Thursday, October 16, 2008

PVC Challenge

Clinicals continue to entertain.

I'm way behind in my clinical paperwork... as soon as I finish posting, I've got to work on my charts for my ED shift last week, as well as my prehospital shift on Sunday. If I get all caught up, there is paperwork from the L&D rotation to do, too.

Anyway... the other night was a pretty busy shift. Started off with a major trauma after an MVA. BLS onscene called for us to assist. Patient had a femur fracture and signs of a head injury... so he got himself a ticket for a helicopter ride to the nearest trauma center.

I had a few other calls, but the last one was the most serious:

Dispatched for a CVA (Stroke). On arrival, the usually calm cop was a little panicked. PD said that the patient had just gone unresponsive on him after exhibitng sudden-onset, stroke-like symptoms.

The patient wasn't breathing well... fast, shallow, irregular respirations. We laid the patient down and he wasn't moving air and had signs of a brain injury, so we went for the airway.

After ventilations with a BVM, the patient started to look better. Gag reflex was intact, so I intubated nasally. I'd always head how easy it was... but I didn't really believe it. I had a little trouble at first, because I had to remember to push the tube BACK, not up. I was using a BAAM (a whistle that fits over the end of the ET tube), and all of a sudden, it started whistling. I checked lung sounds and secred the tube.

I was a little protective of the tube... because I didn't want to lose the tube.
Part of that reason was that I'd pulled a medic's tube out on my last prehospital shift... the tube just popped out... and I wanted to make SURE it didn't happen to me.

So... I got another first in the class. Someone else got the first oral tube... but I'm the only one with a nasal tube.

Tuesday, October 14, 2008

Tuesday - Post 1

So... I'm sitting at work. Working 2 hours overtime to cover a hole in the schedule. I'll take the money.

I'm about a month into medic school - and we've got some form of mid-term tonight. There is a study group gathering before class... and I might stop by.

I've been running myself ragged between work and school. I need sleep. I need a day off. I'm also sick - had a sore throat start last night during clinical, runny nose today, and I feel miserable.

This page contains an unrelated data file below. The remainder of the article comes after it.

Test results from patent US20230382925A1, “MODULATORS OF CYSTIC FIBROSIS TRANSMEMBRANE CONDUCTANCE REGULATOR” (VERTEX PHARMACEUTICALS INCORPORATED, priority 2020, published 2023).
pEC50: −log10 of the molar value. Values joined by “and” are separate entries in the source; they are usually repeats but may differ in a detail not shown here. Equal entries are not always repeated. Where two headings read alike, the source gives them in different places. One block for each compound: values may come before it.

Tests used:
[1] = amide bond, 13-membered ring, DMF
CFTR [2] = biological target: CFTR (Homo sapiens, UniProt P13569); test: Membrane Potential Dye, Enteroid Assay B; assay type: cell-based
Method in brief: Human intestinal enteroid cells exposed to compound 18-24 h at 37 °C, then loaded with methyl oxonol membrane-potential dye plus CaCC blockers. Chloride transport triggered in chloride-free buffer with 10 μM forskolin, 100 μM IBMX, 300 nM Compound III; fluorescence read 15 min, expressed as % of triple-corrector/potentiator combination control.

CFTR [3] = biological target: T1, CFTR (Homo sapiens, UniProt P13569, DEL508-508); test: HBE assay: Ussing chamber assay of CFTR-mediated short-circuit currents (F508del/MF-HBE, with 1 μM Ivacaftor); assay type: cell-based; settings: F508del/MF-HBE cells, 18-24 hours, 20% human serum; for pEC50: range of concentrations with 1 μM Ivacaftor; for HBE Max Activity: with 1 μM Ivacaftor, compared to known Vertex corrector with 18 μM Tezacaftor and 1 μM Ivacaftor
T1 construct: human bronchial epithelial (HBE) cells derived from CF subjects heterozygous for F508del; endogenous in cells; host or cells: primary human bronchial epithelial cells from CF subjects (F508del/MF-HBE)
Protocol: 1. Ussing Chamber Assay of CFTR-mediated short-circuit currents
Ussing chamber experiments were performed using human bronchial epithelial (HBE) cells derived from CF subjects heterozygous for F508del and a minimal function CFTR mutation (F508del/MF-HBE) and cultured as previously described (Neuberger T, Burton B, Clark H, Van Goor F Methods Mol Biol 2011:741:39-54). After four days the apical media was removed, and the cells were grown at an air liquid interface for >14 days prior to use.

I had 3 calls so far today at work - 2 were cancelled before getting to the scene, and the third was a moderate MVA - high speeds, limited injury.

Last night at clinicals was cool. I had the first shift of the class in Labor and Delivery. That meant that I was the guinea pig. I stood around looking a little out of place (6'3" big guy in gray shirt and blue pants surrounded by female RN's in green scrubs. Then they realized that I needed to get into scrubs - which I did.

I don't like wearing scrubs - at least not in public. My scrubs at home are reserved for around the house and use as pajamas. I'm used to having pockets, and thicker fabric. I feel so out of my element in scrubs. No trauma shears, no key ring, no glove pocket.

I got to observe a C-section last night. C-sections are WAY out of the paramedic scope of practice, but it is intresting to watch. Because I went through a different paramedic program already, but now get to start over from scratch, I'd actually already done a few shifts through L&D, but at a different hosptial, in the City. So I actually had seen one before... but it is still intreesting to see. I also spent a lot of time talking with a medical student doing his mandatory OB rotation. I learned some from him... and even more from watching the attending teaching him. I also spoke with a PA in the OR.

I've been in OR's before. I understood what was sterile, and what wasn't. I had to ask where I would be able to stand out of the way... but otherwise, stayed back and watched. The procedure seemed to go without any trouble, and the NICU folks were there to resusitate the baby, but didn't have to do much. Initial APGAR was 9. I had a discussion about that, too. Although the perfect score would be 10, they only usually get 9, loosing a point on color.

Anyway - it was a good experience. But I really hope to keep my rig "life-neutral"... no one dies in my truck, and no one is born in my truck. I've done pretty good on the second half, lately. OB was a great change for me - in my previous 2 clinical shifts, I'd worked 3 codes... 2/3 were unsuccessful. The 3rd one we actually got ROSC (Return of Spontanious Circulation)... AFTER we started working the code, the nursing home gave my preceptor the patient's living will, which called for no heroic measures. By the time we got this, we were transporting - so we kept going, consulting with the hospital staff. So we walked in the door and got a pulse back - but the patient didn't want to be there... now what? I'm not sure if the ED staff continued mechanical ventialtion, as the patient had no spontanous respirations. I'm going to guess that that patient died, too... making me 3/3.